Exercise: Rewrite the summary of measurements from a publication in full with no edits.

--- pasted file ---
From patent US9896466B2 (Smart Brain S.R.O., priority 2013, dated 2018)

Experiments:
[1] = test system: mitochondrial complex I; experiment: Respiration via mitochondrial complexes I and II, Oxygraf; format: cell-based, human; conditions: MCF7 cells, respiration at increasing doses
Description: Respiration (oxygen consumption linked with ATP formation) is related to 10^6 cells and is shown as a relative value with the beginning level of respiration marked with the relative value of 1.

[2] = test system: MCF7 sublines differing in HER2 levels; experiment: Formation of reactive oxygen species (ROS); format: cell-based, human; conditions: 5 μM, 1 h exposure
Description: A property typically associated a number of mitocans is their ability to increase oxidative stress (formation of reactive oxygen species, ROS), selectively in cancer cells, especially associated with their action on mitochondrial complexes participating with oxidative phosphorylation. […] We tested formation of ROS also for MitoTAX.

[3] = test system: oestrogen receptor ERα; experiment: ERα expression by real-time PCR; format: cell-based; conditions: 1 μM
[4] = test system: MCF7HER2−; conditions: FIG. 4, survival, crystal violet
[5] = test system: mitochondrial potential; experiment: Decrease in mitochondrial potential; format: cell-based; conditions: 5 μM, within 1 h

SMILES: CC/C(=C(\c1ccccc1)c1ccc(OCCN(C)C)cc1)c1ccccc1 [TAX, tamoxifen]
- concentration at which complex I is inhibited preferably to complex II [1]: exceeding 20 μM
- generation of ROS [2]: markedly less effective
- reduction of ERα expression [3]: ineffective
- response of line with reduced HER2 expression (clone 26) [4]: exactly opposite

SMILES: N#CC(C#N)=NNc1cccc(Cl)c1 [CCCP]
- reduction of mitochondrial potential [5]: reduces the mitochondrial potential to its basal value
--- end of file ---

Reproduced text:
From patent US9896466B2 (Smart Brain S.R.O., priority 2013, dated 2018)

Experiments:
[1] = test system: mitochondrial complex I; experiment: Respiration via mitochondrial complexes I and II, Oxygraf; format: cell-based, human; conditions: MCF7 cells, respiration at increasing doses
Description: Respiration (oxygen consumption linked with ATP formation) is related to 10^6 cells and is shown as a relative value with the beginning level of respiration marked with the relative value of 1.

[2] = test system: MCF7 sublines differing in HER2 levels; experiment: Formation of reactive oxygen species (ROS); format: cell-based, human; conditions: 5 μM, 1 h exposure
Description: A property typically associated a number of mitocans is their ability to increase oxidative stress (formation of reactive oxygen species, ROS), selectively in cancer cells, especially associated with their action on mitochondrial complexes participating with oxidative phosphorylation. […] We tested formation of ROS also for MitoTAX.

[3] = test system: oestrogen receptor ERα; experiment: ERα expression by real-time PCR; format: cell-based; conditions: 1 μM
[4] = test system: MCF7HER2−; conditions: FIG. 4, survival, crystal violet
[5] = test system: mitochondrial potential; experiment: Decrease in mitochondrial potential; format: cell-based; conditions: 5 μM, within 1 h

SMILES: CC/C(=C(\c1ccccc1)c1ccc(OCCN(C)C)cc1)c1ccccc1 [TAX, tamoxifen]
- concentration at which complex I is inhibited preferably to complex II [1]: exceeding 20 μM
- generation of ROS [2]: markedly less effective
- reduction of ERα expression [3]: ineffective
- response of line with reduced HER2 expression (clone 26) [4]: exactly opposite

SMILES: N#CC(C#N)=NNc1cccc(Cl)c1 [CCCP]
- reduction of mitochondrial potential [5]: reduces the mitochondrial potential to its basal value